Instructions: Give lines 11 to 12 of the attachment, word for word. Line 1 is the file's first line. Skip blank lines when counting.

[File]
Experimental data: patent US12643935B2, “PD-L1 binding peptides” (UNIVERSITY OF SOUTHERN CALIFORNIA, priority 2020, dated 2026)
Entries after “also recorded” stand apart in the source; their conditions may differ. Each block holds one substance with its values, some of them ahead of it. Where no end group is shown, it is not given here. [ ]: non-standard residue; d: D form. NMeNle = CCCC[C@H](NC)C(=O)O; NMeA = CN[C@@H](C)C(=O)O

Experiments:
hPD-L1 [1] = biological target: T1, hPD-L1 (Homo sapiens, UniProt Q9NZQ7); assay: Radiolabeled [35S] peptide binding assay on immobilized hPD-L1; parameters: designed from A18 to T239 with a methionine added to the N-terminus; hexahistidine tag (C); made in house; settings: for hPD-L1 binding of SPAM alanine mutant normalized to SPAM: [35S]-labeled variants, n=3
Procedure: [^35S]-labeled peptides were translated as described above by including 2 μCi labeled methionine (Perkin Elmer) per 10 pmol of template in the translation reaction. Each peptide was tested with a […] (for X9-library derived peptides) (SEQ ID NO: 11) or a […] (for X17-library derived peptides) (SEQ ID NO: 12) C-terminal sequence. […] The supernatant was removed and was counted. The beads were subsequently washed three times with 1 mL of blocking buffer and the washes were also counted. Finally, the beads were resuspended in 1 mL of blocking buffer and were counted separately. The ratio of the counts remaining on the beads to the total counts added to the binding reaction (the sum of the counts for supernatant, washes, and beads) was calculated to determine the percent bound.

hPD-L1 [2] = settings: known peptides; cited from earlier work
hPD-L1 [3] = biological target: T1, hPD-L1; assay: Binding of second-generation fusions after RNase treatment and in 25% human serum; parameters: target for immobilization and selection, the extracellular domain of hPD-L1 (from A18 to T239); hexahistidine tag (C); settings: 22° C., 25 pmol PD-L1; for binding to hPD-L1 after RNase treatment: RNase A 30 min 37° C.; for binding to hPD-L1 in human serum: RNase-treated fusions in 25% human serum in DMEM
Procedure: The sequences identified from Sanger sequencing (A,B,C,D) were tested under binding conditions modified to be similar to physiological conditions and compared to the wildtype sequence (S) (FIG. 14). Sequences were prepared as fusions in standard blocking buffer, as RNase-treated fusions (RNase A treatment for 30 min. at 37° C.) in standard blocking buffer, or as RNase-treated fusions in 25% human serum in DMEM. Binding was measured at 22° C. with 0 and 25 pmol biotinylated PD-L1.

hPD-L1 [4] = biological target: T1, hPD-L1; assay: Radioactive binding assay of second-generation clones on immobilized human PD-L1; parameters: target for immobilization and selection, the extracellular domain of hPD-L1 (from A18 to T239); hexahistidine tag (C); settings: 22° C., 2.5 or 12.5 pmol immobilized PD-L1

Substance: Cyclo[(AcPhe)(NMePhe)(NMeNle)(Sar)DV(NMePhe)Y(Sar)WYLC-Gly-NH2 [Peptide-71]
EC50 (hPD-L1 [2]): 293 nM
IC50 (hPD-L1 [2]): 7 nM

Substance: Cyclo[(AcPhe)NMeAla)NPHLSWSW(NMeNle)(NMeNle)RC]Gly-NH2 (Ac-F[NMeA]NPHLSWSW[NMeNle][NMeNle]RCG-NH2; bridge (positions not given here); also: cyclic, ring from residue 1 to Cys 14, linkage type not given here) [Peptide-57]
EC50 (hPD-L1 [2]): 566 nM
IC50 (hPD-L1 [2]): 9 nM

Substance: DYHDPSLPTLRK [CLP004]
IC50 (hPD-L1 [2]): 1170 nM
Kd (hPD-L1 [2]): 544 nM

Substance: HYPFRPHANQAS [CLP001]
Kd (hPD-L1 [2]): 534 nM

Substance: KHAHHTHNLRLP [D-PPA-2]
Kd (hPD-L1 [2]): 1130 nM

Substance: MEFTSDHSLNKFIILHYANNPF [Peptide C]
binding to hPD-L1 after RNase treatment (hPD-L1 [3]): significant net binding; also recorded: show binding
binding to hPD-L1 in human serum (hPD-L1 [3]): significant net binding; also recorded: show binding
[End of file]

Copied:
EC50 (hPD-L1 [2]): 293 nM
IC50 (hPD-L1 [2]): 7 nM